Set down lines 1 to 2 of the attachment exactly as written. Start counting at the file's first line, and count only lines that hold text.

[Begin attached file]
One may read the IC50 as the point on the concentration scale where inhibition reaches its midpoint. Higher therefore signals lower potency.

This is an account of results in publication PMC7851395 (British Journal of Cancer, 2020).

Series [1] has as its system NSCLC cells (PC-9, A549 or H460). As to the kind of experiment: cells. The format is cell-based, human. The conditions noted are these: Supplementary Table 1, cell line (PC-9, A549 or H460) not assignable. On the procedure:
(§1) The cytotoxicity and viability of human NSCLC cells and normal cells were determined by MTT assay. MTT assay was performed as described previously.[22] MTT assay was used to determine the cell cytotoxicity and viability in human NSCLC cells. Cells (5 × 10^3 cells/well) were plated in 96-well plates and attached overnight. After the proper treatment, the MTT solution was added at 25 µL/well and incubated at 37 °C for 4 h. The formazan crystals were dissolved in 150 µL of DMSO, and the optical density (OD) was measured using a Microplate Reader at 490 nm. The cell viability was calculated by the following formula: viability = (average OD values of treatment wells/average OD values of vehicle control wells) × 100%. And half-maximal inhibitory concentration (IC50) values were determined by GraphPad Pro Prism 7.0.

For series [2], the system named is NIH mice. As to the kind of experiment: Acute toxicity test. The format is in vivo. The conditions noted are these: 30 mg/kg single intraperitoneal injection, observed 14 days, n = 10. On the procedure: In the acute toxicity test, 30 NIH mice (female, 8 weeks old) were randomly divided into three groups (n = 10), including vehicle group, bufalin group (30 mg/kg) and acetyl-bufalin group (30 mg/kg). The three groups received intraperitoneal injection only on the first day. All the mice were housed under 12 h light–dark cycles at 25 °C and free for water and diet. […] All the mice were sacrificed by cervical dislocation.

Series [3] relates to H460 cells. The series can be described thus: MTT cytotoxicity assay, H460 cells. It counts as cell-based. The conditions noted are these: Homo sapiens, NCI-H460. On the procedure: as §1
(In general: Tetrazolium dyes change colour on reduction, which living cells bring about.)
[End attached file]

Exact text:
One may read the IC50 as the point on the concentration scale where inhibition reaches its midpoint. Higher therefore signals lower potency.

This is an account of results in publication PMC7851395 (British Journal of Cancer, 2020).